Industry Overview: Fee Management
|Copyright 2014 by Virgo Publishing.|
|By: Mel Holsinger|
|Posted on: 04/09/2008|
The concept of third-party self-storage management started to become popular in the '60s and 70s when facility owners decided a) they had more important things to do; b) they did not like or were not capable of handling all operational functions; or c) they recognized that outside management companies had the experience and knowledge to do it better. The opportunity for third-party management has been growing ever since.
Many of the first management companies were rooted in apartments, mobile homes, shopping centers or other similar operations. As the concept of self-storage grew, so did the role of the management company, as numerous aspects of operating the business became more specialized and important to the profitability of a facility.
At first, most operators looked around and found "caretaker-quality" retired couples who were looking to supplement their income or work in exchange for free rent. For the most part, records were kept on a simple one-write bookkeeping system, and it was relatively easy.
Rental agreements were simple forms, often plagiarized from another industry and modified to fit the needs of self-storage. Buildings were simple, with garage-type and swing doors, usually selected for their inexpensive price and installation ease. Most self-storage entrepreneurs laid down gravel driveways, put up a chain-link fence and installed a manual gate that was closed at night. Manager apartments were small, offices were barely large enough to accommodate just one customer at a time, and our idea of security was to use the manager’s pet dog, which may or may not even acknowledge a stranger on the premises.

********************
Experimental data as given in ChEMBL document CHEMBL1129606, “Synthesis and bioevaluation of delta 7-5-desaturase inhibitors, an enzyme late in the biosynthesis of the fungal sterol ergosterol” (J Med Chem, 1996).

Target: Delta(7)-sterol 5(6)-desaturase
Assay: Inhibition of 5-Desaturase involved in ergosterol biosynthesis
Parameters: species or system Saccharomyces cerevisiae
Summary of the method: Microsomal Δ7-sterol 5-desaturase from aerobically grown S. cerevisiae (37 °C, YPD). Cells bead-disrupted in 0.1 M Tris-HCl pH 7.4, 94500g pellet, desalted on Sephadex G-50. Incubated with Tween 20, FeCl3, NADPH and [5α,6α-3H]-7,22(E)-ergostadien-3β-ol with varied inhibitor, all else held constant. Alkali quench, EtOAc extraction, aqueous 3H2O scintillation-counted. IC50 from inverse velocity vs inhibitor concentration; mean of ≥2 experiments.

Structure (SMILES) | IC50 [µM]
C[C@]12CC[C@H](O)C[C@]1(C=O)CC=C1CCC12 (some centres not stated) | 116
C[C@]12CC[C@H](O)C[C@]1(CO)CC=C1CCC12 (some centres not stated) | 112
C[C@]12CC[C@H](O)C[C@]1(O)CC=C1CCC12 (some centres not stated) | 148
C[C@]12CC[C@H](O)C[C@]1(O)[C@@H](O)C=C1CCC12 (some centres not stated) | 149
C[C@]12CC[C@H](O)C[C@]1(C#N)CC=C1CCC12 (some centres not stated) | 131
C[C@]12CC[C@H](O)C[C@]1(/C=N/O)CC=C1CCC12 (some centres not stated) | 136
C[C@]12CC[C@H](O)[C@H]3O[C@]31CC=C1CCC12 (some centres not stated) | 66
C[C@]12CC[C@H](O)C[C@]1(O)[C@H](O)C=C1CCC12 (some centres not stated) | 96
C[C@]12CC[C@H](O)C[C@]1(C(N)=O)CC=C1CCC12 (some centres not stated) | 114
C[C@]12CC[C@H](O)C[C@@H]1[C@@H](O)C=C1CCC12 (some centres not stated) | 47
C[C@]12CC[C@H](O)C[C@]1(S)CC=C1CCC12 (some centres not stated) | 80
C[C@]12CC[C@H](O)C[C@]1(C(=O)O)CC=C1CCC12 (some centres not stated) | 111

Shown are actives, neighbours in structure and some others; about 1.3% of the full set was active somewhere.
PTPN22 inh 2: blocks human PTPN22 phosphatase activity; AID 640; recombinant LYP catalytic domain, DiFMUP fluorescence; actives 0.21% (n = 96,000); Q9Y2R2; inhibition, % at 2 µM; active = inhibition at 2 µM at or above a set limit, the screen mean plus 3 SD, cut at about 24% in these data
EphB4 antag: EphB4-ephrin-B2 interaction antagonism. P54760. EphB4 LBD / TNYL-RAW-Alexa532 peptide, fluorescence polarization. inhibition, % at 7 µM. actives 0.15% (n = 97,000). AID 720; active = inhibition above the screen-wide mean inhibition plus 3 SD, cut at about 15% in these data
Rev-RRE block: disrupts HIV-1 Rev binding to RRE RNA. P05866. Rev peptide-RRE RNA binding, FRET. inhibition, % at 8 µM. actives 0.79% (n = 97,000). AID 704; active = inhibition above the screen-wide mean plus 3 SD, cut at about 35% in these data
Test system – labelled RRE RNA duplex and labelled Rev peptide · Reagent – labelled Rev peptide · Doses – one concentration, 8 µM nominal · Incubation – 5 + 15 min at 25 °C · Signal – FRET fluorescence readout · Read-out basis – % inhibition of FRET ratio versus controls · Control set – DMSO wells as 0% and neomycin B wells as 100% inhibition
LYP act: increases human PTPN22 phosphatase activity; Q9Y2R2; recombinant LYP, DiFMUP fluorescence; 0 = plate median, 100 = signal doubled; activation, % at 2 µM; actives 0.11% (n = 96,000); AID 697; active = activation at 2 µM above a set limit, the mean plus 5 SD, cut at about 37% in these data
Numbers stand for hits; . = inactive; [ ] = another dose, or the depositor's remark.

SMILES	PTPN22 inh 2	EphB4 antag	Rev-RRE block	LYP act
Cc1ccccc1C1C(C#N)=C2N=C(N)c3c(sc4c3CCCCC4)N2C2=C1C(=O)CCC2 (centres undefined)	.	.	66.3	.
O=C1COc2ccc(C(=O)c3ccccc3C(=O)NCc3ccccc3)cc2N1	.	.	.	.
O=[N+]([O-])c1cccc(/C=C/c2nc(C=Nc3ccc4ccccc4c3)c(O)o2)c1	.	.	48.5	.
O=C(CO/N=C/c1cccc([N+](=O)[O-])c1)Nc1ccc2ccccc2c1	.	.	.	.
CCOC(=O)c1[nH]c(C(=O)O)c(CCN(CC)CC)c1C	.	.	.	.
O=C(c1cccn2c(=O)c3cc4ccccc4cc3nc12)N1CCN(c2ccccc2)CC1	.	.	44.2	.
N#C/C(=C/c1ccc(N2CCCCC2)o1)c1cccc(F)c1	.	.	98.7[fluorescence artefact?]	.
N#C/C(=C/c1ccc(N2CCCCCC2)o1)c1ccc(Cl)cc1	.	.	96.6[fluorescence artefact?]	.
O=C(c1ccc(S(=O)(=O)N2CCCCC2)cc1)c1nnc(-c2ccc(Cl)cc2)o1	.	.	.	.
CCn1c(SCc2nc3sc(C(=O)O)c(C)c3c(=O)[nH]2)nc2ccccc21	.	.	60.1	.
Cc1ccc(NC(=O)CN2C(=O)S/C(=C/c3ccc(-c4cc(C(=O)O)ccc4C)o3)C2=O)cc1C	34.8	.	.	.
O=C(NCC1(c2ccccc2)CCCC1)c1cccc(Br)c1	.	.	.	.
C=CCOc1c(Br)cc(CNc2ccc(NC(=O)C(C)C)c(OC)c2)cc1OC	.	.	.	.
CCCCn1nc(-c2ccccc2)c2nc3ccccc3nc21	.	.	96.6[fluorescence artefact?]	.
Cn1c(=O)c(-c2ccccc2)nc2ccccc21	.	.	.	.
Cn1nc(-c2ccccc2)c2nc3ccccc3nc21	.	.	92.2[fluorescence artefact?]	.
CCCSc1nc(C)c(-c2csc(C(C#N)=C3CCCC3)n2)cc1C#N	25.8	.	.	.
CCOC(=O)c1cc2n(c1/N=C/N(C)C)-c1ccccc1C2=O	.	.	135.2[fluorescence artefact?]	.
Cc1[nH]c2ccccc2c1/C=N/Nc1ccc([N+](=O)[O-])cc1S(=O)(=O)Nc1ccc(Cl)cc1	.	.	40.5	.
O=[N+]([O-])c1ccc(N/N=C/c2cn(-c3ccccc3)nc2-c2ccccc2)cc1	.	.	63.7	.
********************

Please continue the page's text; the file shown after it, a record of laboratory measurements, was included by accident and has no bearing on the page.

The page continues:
As the business concept caught on, owners were the management company, they hired their own bookkeeper to do the banking, pay the bills and keep simple records. As the demand for rental space became greater, more time was needed to ensure that the managers were collecting all the rents and depositing them properly. When tenants failed to pay rent, we had to devise a system to "go after them."
In time, the secret of self-storage got out and other entrepreneurs tried to get their piece of the pie. We also entered what has become our litigious society, or better put, if customers did not get what they wanted (free rent, free insurance, impenetrable security), we began to get sued. And of course, let us not forget that our respective governments—including the city, state and federal—wanted their share via property taxes, sales taxes, employment taxes, etc. This in turn created more work for the owner and made all operators wonder whether we should even be subject to these taxes.
Management companies were formed and began to put more emphasis on marketing the facility, setting up sophisticated reporting systems including inventory controls, auditing accounting and so on. They also recognized the need for better trained managers, for quality maintenance programs and the need to be pro active in getting lien laws passed in their states to assist in collecting delinquent rents and, if need be, auctions of customers goods or eviction processing.